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Compound interest and e (part 4)

Video transcript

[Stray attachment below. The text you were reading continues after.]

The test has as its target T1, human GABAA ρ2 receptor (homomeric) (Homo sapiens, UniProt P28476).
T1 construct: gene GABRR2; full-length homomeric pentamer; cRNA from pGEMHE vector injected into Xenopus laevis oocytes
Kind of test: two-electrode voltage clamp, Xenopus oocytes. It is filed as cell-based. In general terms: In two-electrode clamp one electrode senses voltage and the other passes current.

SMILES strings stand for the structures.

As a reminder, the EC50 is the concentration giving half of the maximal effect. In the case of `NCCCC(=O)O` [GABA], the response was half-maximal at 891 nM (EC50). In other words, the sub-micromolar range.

In the last video, I hopefully showed you that if I borrowed P dollars, and I borrow it for a year, and you were to charge me an interest rate of r, or you could say 10r%, then at the end-- and we were to compound continuously. So we compound every zillionth of a second, but we compound it a trillion times, however many of those intervals are in a year, that at the end of a year, I would owe you P times e to the r dollars. Fair enough. Now, what happens if I borrow it for two years? Well, after one year, we already said that I would owe you P times e to the r dollars, right? And then after two years, what happens? Well, this becomes the new principal. You can kind of view it as like I borrowed this much, then I owed this much after a year, and so this is the new principal, so I can reborrow this, right? So if I reborrow this, this becomes the new P. So that becomes the new P, so I could write Pe to the r, and it's going to-- and that new principal is going to compound for another year. So e to the r. So that equals Pe to the 2r. And similarly, this is now my new principal. If I were to borrow it for another year, it becomes Pe to the 3r. So, in general, if I borrow P dollars, that's my initial principal, I borrow it at a rate of r and I borrow it for two years, the amount that I owe after two years is Pe to the rt. And once you know this, you are ready to become your local banker and to lend people money continuously. And let me just do a couple of examples because I think it might be a little confusing in the abstract, but with some numbers it might all clear up. OK, so let's say I borrow $1,000. Let's say that the interest rate is 25%. That's the annual interest rate. Rate is equal to 25%, which is the same thing as 0.25. And let's say I were to borrow it for three years. So t is equal to three years. And we're going to continuously compound this interest. So our formula says that the amount that I'll owe at the end of this is how much I borrowed, $1,000 times e, to my interest rate power, 0.25, times the number of years, times t. And so let's-- oh, sorry, that's 3, right? So that equals 1,000e to the 0.75 power, and let me calculate what that is in Excel. And just so you know, I don't know if you're familiar with Excel. In Excel, the e to the power-- so I wrote that it's a 1,000 times-- e to a power in Excel is exp. So that's e to some power; in this case, it's 0.75. So I get my answer. I don't know. I think it fell off the bottom of the screen. There it is right here. That's my answer. Zoom in a little bit because I think you might have trouble reading it because it kind of shrinks it when I go to YouTube. $2,117. It equals $2,117, and that's what you would owe me at the end of three years. This is actually the power of compounding interest. A lot of people, you know, when you hear 10% interest rate or even a 25% interest rate, that no one really makes a big deal about it. But when you compound it, and especially when you compound it continuously, it can very quickly turn into very, very large numbers. But let's do another example, and this might be another kind of more complicated example, or something that you might actually see in a textbook. Let's say that I borrow $50. I borrow $50, and let's say it's continuously compounded at some rate r, and let's say it is continuously compounded for 10 years. At the end of 10 years, I owe $500. What was the rate at which it was compounded? So once again, we can use the same formula. We could say, well, if my original principle is $50-- so it's going to be $50 times e to the rate. We don't know the rate, but we know that t is equal to 10 years, so its 10r. That equals my final payment or how much I owe once all the interest and the principal has compounded. It's equal to $500. So we can divide both sides by 50. You get e to the 10r is equal to 10. And then how do we solve that? Well, we could take the log base e of both sides. Hopefully, you might want to review the logarithm, but log base e-- e is just a number, if you ever get confused-- is equal to log base e of 10. And log base e on your calculator is often written the natural log. And they called it the natural log because I'll show you e in a hundred different-- not a hundred, but in many different applications. It shows up all over nature, and I think that's why it's called the natural log. Anyway, let me see if I can figure out what Excel's natural log function is. So I need to figure out the natural log, log base e of 10. Equals LN 10. Oh, there we go. There it is right there: 2.3. So first of all, if I say log base e of e to the 10r, that's like saying e to what power is equal to e to the 10r? So this is the same thing as just 10r. Why is that? Because remember, logarithm is an exponent, so this is saying e to the 10r is equal to e to the 10r. Review my logarithm videos if that's a little confusing. I know it's a little confusing at first. And then we just figured out that log base e, so e to the what power is 10, is 2.-- what was the number? 2.30. And now-- oh, this isn't 10 to the r. This is 10r, right? And so we want to figure out what r is. We divide both sides by 10. We get r is equal to 0.23, or 23%. So essentially, if I continuously compound at an annual rate of 23%, after 10 years, I'll essentially owe 10 times the money. So that's something good to keep it mind. Anyway, I'll leave you there, and I really encourage you to go back a couple of videos, rewatch them, play with the numbers. Prove to yourself that that limit exists. Take that limit that we showed in the beginning, the limit as n approaches infinity of 1 over 1 plus n to the n. All you have to do to prove this is just put in larger and larger numbers for n. And, of course, whatever number you put in there, you have to put over here. You can't put a million here and a trillion there. You have to put a trillion and a trillion, or a million and a million. And you'll see that it converges to e. And rewatch the videos and make sure you get kind of an intuitive understanding of everything we did. And then this formula, which most people, frankly, just memorize, this Pe to the rt, will make a lot of sense to you, and you will have a permanent neuron for it the rest of your life. Anyway, I'll see you in the next video.